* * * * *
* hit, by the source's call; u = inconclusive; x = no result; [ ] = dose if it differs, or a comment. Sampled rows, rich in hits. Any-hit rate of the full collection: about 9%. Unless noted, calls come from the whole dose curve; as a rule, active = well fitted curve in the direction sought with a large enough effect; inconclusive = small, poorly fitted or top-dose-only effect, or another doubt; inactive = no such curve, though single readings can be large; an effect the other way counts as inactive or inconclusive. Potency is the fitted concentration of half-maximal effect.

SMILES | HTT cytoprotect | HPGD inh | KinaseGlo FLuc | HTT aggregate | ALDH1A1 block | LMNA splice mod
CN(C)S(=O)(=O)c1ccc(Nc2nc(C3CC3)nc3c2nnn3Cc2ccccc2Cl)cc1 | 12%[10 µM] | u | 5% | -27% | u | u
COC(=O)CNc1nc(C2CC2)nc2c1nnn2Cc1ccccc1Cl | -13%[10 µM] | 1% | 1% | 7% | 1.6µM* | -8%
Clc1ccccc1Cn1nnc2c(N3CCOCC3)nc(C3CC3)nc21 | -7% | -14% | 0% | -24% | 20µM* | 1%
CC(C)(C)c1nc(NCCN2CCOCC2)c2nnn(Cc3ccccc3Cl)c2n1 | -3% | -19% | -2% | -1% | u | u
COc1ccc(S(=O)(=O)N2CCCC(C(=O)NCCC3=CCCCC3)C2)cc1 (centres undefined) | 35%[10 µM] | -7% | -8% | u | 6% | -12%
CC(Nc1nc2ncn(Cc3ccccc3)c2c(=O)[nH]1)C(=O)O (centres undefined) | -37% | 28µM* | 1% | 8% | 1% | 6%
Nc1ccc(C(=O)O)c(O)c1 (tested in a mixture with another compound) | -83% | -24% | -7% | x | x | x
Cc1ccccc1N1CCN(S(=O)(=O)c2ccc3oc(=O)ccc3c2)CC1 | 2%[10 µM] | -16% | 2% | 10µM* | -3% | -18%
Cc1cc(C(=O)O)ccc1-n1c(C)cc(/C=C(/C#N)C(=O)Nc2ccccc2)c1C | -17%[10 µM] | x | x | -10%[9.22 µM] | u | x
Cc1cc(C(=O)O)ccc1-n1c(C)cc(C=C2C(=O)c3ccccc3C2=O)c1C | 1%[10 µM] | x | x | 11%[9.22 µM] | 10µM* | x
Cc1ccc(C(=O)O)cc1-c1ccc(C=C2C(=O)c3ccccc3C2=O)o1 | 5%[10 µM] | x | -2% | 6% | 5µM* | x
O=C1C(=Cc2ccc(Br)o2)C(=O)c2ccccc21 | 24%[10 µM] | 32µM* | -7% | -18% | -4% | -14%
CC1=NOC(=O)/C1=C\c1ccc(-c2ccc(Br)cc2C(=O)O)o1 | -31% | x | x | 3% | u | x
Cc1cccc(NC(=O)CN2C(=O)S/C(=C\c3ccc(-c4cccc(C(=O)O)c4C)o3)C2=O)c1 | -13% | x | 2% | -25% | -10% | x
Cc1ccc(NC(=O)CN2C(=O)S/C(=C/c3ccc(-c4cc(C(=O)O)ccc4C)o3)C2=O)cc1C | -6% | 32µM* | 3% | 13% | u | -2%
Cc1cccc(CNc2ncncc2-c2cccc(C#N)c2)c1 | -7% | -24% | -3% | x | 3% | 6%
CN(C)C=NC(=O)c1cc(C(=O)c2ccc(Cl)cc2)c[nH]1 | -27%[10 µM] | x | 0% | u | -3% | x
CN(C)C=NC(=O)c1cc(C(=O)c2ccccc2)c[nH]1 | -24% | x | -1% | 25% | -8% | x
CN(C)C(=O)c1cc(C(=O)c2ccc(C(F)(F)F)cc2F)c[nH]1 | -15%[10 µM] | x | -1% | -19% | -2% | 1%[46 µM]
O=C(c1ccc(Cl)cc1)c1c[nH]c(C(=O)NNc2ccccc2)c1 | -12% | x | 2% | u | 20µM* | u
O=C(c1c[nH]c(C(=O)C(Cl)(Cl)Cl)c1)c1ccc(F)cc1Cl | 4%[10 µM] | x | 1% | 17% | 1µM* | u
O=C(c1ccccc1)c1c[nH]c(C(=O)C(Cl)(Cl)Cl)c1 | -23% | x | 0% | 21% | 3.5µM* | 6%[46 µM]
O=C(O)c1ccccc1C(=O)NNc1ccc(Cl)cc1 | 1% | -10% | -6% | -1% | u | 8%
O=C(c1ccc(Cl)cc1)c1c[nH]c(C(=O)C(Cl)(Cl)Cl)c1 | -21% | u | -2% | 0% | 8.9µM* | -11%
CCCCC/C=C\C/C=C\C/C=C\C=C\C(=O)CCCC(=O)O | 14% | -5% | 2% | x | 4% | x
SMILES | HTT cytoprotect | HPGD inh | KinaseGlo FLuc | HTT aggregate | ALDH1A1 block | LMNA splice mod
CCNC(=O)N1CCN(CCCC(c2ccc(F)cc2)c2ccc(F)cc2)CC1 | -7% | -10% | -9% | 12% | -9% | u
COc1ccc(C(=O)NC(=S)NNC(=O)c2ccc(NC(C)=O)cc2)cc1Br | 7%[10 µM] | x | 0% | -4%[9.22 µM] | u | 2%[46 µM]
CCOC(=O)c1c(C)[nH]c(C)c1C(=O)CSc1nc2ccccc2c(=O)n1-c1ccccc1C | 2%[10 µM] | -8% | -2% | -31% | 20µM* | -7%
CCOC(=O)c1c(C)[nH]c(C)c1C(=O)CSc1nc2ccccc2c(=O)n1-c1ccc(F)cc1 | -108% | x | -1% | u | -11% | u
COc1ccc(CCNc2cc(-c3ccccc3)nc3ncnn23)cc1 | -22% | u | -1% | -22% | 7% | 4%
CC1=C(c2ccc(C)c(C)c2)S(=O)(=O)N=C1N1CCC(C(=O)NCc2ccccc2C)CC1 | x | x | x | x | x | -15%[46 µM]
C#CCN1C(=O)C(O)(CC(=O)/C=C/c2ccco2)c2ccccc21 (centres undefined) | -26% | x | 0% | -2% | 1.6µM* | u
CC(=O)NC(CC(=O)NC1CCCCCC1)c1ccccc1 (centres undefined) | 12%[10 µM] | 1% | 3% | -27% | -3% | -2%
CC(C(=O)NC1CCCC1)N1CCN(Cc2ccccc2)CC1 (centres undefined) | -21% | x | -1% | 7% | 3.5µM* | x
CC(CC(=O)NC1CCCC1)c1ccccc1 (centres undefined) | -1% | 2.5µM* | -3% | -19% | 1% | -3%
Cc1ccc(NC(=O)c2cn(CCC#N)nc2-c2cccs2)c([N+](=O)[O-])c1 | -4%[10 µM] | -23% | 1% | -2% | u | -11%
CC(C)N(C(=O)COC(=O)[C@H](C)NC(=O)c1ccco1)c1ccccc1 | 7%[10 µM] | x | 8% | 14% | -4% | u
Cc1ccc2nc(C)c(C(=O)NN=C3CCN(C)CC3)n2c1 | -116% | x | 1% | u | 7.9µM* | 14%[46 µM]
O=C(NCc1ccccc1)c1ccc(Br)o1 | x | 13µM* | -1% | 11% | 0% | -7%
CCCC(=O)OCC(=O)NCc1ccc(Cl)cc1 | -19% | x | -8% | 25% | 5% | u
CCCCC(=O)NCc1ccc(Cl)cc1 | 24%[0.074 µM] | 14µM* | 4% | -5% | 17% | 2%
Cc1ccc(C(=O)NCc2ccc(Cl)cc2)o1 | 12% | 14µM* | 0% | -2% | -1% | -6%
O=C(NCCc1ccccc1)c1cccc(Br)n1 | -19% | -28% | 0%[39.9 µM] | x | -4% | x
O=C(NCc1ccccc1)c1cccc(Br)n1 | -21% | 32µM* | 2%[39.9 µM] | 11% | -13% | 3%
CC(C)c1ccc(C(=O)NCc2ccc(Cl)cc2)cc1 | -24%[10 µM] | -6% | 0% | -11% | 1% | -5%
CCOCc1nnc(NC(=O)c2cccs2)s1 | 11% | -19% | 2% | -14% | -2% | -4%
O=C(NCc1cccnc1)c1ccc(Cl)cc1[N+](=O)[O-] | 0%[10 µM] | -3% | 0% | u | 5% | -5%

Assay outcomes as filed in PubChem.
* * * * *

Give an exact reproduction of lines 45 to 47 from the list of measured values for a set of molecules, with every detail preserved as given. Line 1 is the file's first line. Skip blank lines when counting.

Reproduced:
Cc1ccc(C(=O)NCc2ccc(Cl)cc2)o1 | 12% | 14µM* | 0% | -2% | -1% | -6%
O=C(NCCc1ccccc1)c1cccc(Br)n1 | -19% | -28% | 0%[39.9 µM] | x | -4% | x
O=C(NCc1ccccc1)c1cccc(Br)n1 | -21% | 32µM* | 2%[39.9 µM] | 11% | -13% | 3%